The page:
Federal Fishery Managers hear CNMI comments on Marianas Trench Marine National Monument

SAIPAN, CNMI —The Western Pacific Regional Fishery Management Council, which makes recommendations to the Secretary of Commerce for the management of fisheries in federal waters surrounding the U.S. Pacific Islands, today completed its two-day meeting at the Saipan Fiesta Resort and Spa in the Commonwealth of the Northern Mariana Islands (CNMI) and now moves to the Hilton Guam Resort and Spa, Tumon Bay, Guam, where it will reconvene on March 8- 9.

Joining the Council members from the State of Hawaii and the US Territories of CNMI, Guam and American Samoa is National Marine Fisheries Service (NMFS) Acting Administrator Sam Rauch.

While in CNMI, the Council heard several presentations and numerous public comments regarding the Marianas Trench Marine National Monument. The Council is tasked with drafting fishing regulations for the monument.

The public voiced their disappointment that assurances by James Conaughton, chair of the Council on Environmental Quality under the Bush Administration, are not being honored.

John Joyner, senior policy adviser for the Office of the Governor, and Council member Arnold Palacios, who is a former CNMI Speaker of the House and current director of the Department of Lands and Natural Resources, said the CNMI was told that it would have management authority, as well as rights to access and traditional indigenous fishing, in the monument.

Joyner and Palacios postulate that these promises are not being honored due to the fact that they were not included in the Presidential Proclamation that created the monument.

The CNMI residents compared this to the US taking of the marine waters around the CNMI because “waters” was not specifically mentioned in the Covenant between the then sovereign Northern Mariana Islands and the United States in 1975 bringing the CNMI into political union with the United States.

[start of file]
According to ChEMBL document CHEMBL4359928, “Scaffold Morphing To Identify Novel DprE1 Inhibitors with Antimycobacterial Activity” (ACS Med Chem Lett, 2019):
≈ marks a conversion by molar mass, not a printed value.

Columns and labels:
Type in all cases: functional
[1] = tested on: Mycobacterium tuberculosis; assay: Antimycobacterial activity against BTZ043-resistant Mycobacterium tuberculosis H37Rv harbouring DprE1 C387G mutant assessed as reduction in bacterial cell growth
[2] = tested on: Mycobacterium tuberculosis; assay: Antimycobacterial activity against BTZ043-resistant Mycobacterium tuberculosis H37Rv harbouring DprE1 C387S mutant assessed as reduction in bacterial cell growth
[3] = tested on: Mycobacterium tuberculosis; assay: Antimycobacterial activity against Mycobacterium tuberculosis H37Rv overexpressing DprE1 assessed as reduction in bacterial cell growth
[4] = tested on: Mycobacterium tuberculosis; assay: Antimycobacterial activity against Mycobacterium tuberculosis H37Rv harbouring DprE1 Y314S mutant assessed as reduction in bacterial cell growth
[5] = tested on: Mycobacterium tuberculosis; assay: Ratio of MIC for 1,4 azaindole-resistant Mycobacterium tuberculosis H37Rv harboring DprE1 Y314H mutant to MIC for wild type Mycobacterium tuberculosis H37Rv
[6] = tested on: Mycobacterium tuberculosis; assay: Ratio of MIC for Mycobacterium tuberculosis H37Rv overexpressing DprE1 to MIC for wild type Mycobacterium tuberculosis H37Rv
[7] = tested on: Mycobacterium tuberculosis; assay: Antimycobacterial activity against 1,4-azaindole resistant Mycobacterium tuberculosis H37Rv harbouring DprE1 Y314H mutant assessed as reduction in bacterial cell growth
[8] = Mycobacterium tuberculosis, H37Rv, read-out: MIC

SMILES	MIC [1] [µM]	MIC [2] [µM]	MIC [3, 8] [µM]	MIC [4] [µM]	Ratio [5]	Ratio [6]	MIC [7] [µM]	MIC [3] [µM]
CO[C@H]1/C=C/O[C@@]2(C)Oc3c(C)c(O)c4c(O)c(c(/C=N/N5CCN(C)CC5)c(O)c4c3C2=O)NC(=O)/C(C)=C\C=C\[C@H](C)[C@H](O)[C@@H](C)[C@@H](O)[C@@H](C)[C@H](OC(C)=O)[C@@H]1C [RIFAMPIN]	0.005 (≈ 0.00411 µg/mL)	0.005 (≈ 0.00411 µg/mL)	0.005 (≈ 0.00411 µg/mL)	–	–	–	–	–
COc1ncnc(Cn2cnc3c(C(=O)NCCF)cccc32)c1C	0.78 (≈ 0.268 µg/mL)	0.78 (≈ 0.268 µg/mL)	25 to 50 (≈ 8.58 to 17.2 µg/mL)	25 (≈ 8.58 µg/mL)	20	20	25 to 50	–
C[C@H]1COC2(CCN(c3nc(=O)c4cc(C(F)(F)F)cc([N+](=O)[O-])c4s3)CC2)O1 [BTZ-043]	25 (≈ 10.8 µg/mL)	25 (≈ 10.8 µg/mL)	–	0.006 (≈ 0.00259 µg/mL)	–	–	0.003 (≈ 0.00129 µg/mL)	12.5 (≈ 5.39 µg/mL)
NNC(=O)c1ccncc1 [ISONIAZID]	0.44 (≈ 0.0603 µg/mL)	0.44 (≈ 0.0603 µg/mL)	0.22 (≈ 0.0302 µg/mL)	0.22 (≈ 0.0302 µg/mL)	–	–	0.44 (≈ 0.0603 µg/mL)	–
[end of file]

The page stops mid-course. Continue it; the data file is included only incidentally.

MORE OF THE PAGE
The CNMI is the only US state/territory that does not have state/territorial waters recognized by the federal government.


The Council also discussed several issues regarding annual catch limits (ACLs) for the Mariana archipelago (Guam and CNMI).  In accordance with the 2006 revised Magnuson-Stevens Fishery Conservation and Management Act, all federally managed fish are required to have ACLs by 2012.

Due to lack of catch data and life history information of the fish species, the 2012 ACLs for the Marianas fisheries are artificially low, which may unnecessarily cause harm to fishing communities. To view the 2012 ACLs, please go to http://www.fpir.noaa.gov/SFD/SFD_regs_1.html or contact the Council at info.wpcouncil@noaa.gov.

The Council also discussed providing assistance to CNMI to develop aquaculture in the islands and the possibility of easing the measures that restrict vessels greater than 40 feet in length from fishing for bottomfish in waters from 0 to 50 miles from shore around the CNMI southern islands, as well as issues regarding sharks and military activities impacting Mariana fishing communities.

The Council will take up final discussion and action on these topics when it reconvenes on Guam. For more information, visit wpcouncil.org or contact the Council at info.wpcouncil@noaa.gov

Also, as part of the meeting, the Council will hold a Fishers Forum on Climate Change on March 8 at the Hilton Guam Resort. The public is invited to attend all Council meetings.

Source: Western Pacific Regional Fishery Management Council media release

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